About 15 minutes later in the race Dayton was 23rd overall and fourth in class and he had his sights set on catching Scott Bradley, who was 1.977 seconds ahead of him and in that last podium spot in class in the Essex Racing Lola.
Driving masterfully and very carefully on the tight, twisty track, Dayton whittled the gap down until he passed Bradley and settled into third in class and 19th overall.
Dayton and Johnny O'Connell had contact a little later. That started when O'Connell hit Dayton in the rear, and ended with O'Connell hitting the wall and then having to spend many laps in the pits to make repairs to his Corvette's front end. O'Connell expressed his frustrations by blocking Dayton repeatedly when he got back on the track, and then further showed his anger in the pits after the race.
"I told him to calm down and look at the tape," Dayton said. "As far as I know, it's still the responsibility of the car that is doing the overtaking to make a clean pass, and he hit me in the rear."
The Miami street course is the smallest and tightest course the ALMS races on, and there were many such incidents throughout the race as drivers ran out of room. To make matters worse it rained during the race too, and the high temperatures and oppressive humidity made for sweltering conditions and short tempers.
One of the rain storms developed right at the end of the race, further complicating things since most of the drivers were still on slicks. With just a few minutes to go a Racer's Group Porsche hit Dayton and spun him out, which allowed Bradley to get third place in class back.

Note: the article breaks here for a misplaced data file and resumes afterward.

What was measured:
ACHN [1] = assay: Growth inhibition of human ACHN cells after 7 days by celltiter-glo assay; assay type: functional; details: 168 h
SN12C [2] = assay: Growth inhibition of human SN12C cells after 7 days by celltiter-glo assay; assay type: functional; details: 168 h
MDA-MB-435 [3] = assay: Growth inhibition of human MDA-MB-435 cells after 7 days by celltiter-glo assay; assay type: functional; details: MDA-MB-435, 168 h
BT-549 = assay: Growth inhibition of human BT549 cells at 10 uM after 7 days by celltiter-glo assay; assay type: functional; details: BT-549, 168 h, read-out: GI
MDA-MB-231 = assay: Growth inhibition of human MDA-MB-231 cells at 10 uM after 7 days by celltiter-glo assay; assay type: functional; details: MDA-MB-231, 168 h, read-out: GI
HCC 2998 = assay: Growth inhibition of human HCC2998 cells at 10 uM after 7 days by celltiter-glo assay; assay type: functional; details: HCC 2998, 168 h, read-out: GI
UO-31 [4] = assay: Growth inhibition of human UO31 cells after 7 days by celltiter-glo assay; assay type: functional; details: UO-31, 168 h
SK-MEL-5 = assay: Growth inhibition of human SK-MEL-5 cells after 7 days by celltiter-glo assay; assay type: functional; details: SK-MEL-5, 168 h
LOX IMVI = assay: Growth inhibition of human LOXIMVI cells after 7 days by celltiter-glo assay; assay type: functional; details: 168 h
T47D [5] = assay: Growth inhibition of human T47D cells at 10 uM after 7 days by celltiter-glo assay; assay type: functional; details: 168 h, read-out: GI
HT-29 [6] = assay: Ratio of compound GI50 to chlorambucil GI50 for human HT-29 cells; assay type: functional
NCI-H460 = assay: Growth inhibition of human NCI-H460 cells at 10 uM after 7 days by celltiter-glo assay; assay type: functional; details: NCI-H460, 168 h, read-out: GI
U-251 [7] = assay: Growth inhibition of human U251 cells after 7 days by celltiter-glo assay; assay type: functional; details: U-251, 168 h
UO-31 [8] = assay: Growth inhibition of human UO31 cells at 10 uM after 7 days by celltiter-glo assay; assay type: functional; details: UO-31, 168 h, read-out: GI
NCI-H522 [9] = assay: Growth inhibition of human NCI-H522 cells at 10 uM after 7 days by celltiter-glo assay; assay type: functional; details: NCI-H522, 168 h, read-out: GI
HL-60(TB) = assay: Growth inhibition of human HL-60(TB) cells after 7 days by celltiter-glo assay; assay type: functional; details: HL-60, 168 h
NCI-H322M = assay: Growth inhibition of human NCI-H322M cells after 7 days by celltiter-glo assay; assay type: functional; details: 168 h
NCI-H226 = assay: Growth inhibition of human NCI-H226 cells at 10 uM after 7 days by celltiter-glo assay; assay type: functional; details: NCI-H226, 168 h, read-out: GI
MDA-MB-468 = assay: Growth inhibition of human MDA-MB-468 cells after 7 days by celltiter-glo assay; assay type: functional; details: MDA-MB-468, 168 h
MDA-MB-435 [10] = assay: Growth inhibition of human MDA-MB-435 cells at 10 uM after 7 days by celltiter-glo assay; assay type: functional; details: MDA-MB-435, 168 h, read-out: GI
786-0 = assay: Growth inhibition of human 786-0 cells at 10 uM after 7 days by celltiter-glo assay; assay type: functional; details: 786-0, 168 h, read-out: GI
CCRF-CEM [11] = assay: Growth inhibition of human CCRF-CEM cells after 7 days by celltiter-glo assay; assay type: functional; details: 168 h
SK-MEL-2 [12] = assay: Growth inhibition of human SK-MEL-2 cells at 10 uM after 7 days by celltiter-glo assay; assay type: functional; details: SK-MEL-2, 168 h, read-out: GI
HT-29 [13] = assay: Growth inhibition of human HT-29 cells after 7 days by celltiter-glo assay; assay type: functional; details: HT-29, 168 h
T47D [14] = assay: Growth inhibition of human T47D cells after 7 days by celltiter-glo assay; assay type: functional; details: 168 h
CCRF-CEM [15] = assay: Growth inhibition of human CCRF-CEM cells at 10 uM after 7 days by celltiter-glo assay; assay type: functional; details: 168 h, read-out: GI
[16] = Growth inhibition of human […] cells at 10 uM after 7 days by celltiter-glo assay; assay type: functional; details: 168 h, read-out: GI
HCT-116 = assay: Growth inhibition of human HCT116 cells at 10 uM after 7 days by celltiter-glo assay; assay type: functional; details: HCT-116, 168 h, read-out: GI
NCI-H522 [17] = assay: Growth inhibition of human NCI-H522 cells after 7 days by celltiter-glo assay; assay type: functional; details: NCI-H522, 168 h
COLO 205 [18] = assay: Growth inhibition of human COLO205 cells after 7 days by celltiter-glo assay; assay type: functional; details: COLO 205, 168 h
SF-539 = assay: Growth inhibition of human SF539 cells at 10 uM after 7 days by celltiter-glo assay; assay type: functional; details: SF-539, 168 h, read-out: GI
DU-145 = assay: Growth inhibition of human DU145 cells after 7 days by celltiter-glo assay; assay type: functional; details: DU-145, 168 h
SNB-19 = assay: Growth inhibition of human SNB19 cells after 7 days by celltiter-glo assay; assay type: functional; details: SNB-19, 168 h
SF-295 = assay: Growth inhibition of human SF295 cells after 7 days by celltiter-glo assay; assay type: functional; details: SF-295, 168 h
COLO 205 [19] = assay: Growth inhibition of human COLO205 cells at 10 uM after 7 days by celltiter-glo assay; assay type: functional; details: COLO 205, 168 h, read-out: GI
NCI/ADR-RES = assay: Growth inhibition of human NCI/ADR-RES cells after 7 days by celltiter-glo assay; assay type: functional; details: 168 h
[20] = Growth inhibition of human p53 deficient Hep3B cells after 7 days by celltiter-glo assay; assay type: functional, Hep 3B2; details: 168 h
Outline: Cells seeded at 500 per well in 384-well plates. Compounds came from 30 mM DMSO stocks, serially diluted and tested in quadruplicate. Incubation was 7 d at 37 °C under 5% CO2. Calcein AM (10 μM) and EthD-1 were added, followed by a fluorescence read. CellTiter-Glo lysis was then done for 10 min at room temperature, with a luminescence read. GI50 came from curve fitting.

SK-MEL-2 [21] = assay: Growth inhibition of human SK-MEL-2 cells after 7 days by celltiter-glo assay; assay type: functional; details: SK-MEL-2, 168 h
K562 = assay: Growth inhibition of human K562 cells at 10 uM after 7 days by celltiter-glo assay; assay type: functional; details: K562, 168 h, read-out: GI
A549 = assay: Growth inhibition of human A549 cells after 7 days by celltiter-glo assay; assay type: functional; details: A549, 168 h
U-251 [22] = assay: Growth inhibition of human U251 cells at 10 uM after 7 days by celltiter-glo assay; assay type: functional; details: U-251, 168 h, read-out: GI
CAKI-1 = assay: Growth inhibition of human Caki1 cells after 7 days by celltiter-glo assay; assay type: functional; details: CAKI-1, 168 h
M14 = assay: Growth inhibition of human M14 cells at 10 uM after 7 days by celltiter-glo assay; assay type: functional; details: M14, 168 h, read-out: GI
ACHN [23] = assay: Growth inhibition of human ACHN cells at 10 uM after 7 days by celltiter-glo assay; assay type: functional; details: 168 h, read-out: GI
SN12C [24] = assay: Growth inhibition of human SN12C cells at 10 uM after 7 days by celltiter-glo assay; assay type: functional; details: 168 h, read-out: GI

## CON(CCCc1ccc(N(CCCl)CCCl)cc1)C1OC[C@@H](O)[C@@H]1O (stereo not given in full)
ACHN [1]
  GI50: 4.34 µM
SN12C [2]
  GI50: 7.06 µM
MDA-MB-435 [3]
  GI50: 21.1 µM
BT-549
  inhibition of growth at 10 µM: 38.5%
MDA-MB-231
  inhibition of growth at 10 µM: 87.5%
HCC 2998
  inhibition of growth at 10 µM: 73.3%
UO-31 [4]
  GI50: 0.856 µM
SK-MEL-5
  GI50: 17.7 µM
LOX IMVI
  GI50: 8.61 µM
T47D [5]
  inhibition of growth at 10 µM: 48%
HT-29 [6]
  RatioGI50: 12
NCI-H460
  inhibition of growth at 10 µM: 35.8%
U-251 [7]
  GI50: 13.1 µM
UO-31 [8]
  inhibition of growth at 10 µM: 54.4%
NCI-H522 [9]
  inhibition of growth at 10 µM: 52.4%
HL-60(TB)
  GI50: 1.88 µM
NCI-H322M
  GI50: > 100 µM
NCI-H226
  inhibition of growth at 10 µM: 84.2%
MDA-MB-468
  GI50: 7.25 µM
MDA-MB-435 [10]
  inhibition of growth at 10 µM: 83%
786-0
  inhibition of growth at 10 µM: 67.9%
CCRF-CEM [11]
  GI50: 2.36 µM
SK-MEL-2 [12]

James Weaver had a mechanical problem after that but he was still too far ahead to help Dayton's situation at that point, and the Intersport team ended up fourth in class at the checkered.
Although they doubled the gap they're behind in the class point standings here at Miami, there is still hope for Dayton and Field to win the LMP 675 championship at Road Atlanta if they can win that event and Dyson has the kind of problems the Intersport team had here.
Dayton, Field and a third driver, Michael Durand, won the class at last year's Petit Le Mans, so they know they can do it. Their regular car has been repaired from the crash in Sonoma, Calif., and will be fresh and ready to race so that the "Junkyard Dog" hopefully won't have to be put into service any more this year.
Larry Connor of Centerville, Ohio will join Dayton and Field in their entry at the Petit Le Mans next month.
That race will be covered live on the SPEED Channel just like Saturday's race from Miami was. The times to tune in will be from 11 a.m. to 12:30 p.m. Eastern and then again from 3 p.m. to 9:30 p.m. Eastern on Saturday, Oct. 18.
For more information see www.americanlemans.com, www.intersportracing.com and www.restartcommunications.com. Both Dayton and Field are in the running for the series' most popular driver award, and fans can place a vote free of charge for that distinction at www.americanlemans.com.